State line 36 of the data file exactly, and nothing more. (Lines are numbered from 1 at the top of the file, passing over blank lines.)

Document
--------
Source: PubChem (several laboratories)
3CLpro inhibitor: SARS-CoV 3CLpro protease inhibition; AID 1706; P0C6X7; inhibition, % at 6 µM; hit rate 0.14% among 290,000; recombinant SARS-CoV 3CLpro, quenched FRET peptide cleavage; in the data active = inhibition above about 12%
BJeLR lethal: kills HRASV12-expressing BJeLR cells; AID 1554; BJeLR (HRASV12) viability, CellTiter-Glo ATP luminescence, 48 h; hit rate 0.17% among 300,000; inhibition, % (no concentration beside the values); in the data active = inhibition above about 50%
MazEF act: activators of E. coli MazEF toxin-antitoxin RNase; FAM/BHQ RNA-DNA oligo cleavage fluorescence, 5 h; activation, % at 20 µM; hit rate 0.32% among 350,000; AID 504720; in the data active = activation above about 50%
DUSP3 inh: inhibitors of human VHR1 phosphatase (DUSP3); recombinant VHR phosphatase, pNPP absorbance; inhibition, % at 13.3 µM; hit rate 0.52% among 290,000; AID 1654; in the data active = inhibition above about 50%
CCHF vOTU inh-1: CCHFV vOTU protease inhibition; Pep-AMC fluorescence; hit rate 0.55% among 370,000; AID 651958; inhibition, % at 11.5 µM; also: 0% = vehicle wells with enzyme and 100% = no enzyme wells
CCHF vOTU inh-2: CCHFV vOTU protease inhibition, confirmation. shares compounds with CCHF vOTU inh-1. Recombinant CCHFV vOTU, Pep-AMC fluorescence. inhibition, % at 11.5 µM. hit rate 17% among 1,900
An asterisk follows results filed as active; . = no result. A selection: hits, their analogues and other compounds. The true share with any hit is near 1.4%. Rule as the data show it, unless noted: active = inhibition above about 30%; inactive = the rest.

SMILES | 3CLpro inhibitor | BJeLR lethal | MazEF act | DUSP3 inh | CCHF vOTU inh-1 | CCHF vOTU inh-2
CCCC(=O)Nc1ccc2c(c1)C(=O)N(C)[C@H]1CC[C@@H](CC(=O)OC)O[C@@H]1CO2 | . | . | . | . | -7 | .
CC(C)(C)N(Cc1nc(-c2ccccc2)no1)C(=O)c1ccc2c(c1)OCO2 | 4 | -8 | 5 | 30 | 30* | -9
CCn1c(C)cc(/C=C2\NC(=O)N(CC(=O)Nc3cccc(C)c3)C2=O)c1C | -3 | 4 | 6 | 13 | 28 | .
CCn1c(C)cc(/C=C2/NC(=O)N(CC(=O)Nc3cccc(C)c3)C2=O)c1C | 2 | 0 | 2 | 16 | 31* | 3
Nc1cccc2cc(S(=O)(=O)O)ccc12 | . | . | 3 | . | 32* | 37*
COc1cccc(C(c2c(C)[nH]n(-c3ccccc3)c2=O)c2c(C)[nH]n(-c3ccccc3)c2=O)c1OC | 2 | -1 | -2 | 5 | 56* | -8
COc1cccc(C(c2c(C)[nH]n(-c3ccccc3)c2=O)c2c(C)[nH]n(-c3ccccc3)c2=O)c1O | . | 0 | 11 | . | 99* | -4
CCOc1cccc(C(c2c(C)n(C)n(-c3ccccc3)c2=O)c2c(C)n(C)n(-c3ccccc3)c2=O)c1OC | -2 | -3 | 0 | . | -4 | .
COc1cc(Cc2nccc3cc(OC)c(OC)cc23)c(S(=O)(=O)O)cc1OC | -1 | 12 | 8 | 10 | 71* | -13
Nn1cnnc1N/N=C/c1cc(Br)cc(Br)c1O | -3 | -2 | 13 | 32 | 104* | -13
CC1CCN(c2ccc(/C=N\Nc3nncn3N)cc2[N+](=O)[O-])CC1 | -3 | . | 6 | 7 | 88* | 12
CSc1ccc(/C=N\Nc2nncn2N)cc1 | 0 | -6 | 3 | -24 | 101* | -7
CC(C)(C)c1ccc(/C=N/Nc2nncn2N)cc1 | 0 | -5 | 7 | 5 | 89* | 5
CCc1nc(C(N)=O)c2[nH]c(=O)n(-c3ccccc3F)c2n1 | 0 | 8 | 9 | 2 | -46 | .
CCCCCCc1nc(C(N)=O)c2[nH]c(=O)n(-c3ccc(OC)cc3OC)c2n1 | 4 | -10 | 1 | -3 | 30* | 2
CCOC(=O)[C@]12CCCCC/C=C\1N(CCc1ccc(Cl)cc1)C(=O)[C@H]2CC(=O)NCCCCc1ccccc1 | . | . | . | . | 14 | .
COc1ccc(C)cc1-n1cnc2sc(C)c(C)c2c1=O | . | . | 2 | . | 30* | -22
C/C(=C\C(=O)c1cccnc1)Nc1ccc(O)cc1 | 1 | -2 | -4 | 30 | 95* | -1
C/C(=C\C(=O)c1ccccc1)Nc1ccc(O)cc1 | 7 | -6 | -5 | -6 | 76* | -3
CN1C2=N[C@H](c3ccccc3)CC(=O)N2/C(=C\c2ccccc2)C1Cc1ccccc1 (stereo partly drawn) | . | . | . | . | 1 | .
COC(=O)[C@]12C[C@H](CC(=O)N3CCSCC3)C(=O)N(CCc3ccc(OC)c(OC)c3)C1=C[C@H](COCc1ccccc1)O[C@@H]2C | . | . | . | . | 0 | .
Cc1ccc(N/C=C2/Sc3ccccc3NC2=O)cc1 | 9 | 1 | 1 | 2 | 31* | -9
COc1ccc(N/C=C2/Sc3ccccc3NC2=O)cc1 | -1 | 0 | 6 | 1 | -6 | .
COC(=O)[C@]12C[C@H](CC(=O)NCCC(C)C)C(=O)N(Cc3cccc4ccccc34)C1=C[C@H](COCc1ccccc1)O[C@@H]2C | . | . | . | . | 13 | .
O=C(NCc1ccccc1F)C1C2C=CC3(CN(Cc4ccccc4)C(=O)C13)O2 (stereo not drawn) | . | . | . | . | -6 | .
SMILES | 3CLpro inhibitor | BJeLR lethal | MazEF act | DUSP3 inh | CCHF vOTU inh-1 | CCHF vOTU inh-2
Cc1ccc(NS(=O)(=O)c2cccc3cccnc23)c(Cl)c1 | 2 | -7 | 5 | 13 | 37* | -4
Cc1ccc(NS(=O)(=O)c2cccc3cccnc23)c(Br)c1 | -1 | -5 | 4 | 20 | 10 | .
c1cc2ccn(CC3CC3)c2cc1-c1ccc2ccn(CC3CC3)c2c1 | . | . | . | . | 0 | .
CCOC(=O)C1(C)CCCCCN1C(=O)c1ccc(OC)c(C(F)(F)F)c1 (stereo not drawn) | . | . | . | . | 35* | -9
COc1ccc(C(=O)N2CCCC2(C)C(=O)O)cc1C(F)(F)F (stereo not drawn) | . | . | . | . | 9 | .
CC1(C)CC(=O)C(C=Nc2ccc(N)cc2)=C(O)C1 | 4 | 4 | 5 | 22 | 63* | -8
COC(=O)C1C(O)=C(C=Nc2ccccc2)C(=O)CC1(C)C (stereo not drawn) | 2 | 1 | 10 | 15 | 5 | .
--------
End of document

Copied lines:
Cc1ccc(NS(=O)(=O)c2cccc3cccnc23)c(Cl)c1 | 2 | -7 | 5 | 13 | 37* | -4